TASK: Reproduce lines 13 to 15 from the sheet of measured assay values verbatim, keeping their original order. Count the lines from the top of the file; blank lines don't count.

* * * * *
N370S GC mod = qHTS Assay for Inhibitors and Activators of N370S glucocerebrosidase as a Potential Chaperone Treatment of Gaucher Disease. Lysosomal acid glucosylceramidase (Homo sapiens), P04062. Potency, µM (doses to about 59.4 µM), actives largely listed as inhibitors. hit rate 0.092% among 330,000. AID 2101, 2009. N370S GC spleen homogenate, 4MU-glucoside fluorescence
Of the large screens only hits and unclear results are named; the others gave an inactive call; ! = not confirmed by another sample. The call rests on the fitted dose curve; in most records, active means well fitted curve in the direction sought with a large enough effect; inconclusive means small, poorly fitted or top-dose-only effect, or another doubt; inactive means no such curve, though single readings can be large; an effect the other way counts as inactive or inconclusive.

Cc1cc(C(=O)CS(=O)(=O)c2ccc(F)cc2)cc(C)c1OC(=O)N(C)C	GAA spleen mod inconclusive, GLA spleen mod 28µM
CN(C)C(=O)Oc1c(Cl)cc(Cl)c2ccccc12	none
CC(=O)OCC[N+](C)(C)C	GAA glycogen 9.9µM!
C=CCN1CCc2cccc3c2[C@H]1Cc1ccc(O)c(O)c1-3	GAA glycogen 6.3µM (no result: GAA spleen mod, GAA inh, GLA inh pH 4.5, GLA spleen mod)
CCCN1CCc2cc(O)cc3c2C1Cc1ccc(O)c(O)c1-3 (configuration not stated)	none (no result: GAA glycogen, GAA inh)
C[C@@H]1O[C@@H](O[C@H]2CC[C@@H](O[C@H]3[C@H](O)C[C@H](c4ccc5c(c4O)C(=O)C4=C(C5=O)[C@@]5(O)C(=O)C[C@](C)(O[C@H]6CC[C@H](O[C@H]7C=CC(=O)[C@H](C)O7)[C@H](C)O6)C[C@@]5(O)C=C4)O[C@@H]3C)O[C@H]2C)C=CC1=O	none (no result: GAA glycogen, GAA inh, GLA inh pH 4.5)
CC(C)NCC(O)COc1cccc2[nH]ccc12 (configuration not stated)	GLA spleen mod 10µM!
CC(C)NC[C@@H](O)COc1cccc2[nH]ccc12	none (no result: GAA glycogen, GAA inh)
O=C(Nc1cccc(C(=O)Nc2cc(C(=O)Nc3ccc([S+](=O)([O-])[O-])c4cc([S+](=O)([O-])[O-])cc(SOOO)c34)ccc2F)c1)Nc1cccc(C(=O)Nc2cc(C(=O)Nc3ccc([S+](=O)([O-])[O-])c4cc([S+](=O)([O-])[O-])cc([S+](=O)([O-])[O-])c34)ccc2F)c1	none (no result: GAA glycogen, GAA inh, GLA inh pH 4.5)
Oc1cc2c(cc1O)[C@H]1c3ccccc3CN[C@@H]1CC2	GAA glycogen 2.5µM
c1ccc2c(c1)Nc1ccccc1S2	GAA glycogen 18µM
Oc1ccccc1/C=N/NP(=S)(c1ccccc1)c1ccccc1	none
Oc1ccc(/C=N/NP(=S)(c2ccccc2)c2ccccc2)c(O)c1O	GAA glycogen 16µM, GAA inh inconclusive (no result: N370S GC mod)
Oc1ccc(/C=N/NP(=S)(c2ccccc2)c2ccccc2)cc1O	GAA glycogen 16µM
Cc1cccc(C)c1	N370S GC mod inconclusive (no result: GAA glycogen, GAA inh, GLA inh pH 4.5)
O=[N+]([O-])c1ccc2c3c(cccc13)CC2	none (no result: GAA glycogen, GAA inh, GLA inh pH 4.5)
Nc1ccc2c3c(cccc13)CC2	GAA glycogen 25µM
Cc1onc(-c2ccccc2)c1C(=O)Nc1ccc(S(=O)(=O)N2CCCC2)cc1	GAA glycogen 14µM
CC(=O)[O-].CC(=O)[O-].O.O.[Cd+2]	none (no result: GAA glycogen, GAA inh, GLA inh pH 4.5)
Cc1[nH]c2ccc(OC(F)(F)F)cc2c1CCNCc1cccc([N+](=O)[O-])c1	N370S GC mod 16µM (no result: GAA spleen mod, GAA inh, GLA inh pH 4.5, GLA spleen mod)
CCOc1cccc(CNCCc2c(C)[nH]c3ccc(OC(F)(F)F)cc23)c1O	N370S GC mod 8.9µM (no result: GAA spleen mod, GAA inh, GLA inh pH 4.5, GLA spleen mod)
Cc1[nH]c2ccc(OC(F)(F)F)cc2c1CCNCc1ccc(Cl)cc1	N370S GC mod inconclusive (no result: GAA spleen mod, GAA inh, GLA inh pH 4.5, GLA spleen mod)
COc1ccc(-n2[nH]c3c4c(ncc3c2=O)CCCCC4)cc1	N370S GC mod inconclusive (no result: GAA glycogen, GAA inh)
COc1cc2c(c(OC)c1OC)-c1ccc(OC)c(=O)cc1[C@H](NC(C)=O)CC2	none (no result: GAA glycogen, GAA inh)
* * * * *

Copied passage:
c1ccc2c(c1)Nc1ccccc1S2	GAA glycogen 18µM
Oc1ccccc1/C=N/NP(=S)(c1ccccc1)c1ccccc1	none
Oc1ccc(/C=N/NP(=S)(c2ccccc2)c2ccccc2)c(O)c1O	GAA glycogen 16µM, GAA inh inconclusive (no result: N370S GC mod)